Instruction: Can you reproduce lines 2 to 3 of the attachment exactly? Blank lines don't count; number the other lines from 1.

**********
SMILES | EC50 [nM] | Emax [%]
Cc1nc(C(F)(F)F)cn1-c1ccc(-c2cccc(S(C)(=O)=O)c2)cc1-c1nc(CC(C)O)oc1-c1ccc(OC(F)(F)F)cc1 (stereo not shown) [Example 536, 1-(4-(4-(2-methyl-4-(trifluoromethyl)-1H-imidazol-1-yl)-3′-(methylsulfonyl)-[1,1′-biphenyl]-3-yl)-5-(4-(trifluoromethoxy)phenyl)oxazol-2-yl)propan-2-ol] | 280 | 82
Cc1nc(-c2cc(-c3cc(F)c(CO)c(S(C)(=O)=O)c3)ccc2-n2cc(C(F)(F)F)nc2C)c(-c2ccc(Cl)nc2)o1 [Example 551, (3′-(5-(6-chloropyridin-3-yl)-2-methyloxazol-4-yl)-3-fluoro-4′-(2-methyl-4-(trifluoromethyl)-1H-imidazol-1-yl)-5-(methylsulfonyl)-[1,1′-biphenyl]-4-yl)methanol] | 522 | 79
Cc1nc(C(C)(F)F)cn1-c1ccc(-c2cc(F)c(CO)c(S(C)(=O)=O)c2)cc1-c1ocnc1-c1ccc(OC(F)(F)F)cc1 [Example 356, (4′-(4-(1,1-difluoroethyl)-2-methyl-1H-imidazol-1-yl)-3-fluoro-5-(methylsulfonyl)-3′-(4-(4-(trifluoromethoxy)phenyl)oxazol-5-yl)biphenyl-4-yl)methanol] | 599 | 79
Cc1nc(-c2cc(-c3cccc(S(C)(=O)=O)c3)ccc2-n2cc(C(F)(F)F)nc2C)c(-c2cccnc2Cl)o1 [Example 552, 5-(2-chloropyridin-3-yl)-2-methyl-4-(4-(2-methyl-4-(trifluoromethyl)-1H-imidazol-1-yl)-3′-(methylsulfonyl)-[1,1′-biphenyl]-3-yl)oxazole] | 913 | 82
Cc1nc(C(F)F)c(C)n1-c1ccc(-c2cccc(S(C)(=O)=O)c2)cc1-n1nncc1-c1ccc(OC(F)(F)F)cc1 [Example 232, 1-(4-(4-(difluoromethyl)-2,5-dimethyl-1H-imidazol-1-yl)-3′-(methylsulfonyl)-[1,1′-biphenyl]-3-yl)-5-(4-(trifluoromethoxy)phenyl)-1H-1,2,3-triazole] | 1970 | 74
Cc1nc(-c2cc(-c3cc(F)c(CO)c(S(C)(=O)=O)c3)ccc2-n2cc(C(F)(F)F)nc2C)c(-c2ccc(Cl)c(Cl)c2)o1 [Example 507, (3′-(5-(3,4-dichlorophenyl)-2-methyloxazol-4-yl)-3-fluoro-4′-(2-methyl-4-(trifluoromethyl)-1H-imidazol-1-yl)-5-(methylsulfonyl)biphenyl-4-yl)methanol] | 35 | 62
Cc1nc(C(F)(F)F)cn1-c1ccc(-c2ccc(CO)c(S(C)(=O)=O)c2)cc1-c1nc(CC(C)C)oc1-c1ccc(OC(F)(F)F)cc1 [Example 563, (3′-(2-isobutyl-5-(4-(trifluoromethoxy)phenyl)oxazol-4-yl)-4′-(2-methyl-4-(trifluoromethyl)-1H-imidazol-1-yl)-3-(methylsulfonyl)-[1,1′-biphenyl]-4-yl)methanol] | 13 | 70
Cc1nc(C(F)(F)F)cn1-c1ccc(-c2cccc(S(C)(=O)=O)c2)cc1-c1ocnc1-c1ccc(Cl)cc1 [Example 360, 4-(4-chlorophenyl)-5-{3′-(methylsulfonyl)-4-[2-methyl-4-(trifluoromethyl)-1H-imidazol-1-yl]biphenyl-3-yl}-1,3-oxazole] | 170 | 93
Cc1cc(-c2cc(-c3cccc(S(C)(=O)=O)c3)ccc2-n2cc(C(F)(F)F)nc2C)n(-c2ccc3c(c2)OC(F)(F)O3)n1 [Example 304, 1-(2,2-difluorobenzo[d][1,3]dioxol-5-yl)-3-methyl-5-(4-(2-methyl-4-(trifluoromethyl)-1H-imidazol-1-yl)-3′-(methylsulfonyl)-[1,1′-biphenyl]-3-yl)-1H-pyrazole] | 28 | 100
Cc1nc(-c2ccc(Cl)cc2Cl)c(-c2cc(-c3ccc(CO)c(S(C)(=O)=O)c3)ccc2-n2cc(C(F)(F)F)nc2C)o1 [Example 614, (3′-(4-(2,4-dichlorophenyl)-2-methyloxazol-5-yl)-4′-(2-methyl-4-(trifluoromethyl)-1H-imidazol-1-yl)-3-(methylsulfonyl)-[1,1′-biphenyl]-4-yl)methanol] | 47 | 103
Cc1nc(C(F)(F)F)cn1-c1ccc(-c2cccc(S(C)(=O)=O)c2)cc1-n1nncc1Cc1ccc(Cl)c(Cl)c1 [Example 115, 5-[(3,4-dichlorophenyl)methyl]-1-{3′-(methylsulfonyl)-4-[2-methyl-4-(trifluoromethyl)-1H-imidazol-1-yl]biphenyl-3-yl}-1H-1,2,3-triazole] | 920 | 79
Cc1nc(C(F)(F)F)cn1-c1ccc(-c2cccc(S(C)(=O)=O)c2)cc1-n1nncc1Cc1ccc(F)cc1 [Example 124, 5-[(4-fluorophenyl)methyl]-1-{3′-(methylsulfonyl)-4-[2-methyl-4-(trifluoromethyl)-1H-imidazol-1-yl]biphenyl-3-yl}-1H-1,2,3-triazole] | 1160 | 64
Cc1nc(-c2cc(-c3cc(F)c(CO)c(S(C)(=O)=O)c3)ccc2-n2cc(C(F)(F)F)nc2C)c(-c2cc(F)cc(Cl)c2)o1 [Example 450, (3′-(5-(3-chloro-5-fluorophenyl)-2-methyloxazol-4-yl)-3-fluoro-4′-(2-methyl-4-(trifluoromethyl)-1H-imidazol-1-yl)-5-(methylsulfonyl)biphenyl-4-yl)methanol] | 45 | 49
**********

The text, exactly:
Cc1nc(C(F)(F)F)cn1-c1ccc(-c2cccc(S(C)(=O)=O)c2)cc1-c1nc(CC(C)O)oc1-c1ccc(OC(F)(F)F)cc1 (stereo not shown) [Example 536, 1-(4-(4-(2-methyl-4-(trifluoromethyl)-1H-imidazol-1-yl)-3′-(methylsulfonyl)-[1,1′-biphenyl]-3-yl)-5-(4-(trifluoromethoxy)phenyl)oxazol-2-yl)propan-2-ol] | 280 | 82
Cc1nc(-c2cc(-c3cc(F)c(CO)c(S(C)(=O)=O)c3)ccc2-n2cc(C(F)(F)F)nc2C)c(-c2ccc(Cl)nc2)o1 [Example 551, (3′-(5-(6-chloropyridin-3-yl)-2-methyloxazol-4-yl)-3-fluoro-4′-(2-methyl-4-(trifluoromethyl)-1H-imidazol-1-yl)-5-(methylsulfonyl)-[1,1′-biphenyl]-4-yl)methanol] | 522 | 79